Does the Bystander Effect exist in workforce cyberbullying?

| July 28, 2017

I recently investigated whether a well-researched psychological phenomenon known as the Bystander Effect (BE) exists in the context of workplace cyberbullying and if interpersonal relationships shape the perception and actions of bystanders. The BE suggests that the likelihood of any one bystander (onlooker) helping the victim decreases as the number of other onlookers increase.

The central reason for this behaviour is believed to be a result of people feeling less responsible to help when they know that the responsibility to help is psychologically shared among others. For instance, according to the BE if a person collapsed in front of you and no one else was present you are more likely to help because you know the outcome of the situation depends on you. However if there are many people present, you may believe that there are lots of others who can do something about the situation. Therefore you are less inclined to help because you do not feel as personally obligated.

In my research, I found that although the BE was present (i.e. helping behaviour was more likely when there were two bystanders but less likely when there were 10 bystanders), the results did not reach significance. To be precise, the BE was not obvious when the strength and quality of the relationship between victim and bystander was considered. That is, people were less inclined to help when the victim was perceived as simply a work colleague but were more inclined to help when the victim was perceived as a good work friend (regardless of the number of other bystanders).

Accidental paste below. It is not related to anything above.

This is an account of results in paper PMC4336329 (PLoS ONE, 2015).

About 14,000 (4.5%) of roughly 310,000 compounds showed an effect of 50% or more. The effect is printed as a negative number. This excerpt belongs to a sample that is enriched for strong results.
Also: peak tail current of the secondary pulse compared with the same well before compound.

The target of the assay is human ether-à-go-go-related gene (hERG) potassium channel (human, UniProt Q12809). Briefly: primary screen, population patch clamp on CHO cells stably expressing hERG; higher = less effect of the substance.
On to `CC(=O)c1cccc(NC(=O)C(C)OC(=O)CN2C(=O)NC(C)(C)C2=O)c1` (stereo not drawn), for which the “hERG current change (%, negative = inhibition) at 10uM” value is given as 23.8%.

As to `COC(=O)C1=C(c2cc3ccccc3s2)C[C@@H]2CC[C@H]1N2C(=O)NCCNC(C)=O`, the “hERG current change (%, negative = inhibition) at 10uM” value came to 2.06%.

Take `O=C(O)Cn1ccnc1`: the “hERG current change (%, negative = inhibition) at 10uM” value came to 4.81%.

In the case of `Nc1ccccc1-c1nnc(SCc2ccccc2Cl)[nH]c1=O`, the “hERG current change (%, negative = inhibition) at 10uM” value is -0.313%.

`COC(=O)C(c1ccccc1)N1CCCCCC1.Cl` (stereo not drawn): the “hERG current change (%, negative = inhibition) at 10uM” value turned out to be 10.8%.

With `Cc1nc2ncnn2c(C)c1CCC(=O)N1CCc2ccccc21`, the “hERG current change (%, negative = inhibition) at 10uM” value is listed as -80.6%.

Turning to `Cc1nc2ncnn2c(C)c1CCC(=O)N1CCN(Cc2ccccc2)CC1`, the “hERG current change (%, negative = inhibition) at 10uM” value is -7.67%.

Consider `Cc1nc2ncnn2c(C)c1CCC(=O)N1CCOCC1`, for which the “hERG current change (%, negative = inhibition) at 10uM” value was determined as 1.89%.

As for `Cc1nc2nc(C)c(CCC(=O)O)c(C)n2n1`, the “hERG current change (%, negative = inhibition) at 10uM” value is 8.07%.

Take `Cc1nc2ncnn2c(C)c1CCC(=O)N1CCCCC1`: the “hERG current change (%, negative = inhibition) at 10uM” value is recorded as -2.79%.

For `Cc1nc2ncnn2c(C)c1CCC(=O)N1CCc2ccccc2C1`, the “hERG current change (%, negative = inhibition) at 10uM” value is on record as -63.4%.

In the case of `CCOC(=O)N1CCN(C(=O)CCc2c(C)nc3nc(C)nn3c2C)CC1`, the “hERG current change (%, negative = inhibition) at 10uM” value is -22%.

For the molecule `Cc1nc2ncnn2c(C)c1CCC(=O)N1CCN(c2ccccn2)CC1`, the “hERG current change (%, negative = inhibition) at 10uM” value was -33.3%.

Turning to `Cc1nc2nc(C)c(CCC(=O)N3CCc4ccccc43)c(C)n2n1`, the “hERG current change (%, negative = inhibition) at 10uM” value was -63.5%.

Similarly, recent studies on bullying have shown that the motivation to help is less influenced by the presence of others but more influenced by how we categorise the person or how connected we feel towards them. In other words, when we categorise the bullied person as a friend, this type of categorisation enhances perceptions of similarity, a greater sense of closeness and an increased sense of responsibility for their safety and wellbeing (Dovidio et al., 1997). Consistent with this assumption, research on workplace bullying has shown that individuals who have a larger social network of work friends are more likely to receive greater support and defending from bullies than those with few or no work friends (Escartin el al., 2013).

Results from my study not only strengthened these findings but also extended the research into the workplace cyber-environment, where people are connected to various groups in the offline as well as the online realm. Based on the overall findings, it is perhaps feasible to suggest that to prevent face to face bullying or cyberbullying in the workplace, organisations need to encourage good work relationships so that members can feel emotionally supported by each other. Emotional support from colleagues can build positive team climates which facilitate team performance, wellbeing and overall job satisfaction (Gardner et al., 2016).

Thank you once again to all those who participated in my research.


Cyberbullying in the workplace and bystanders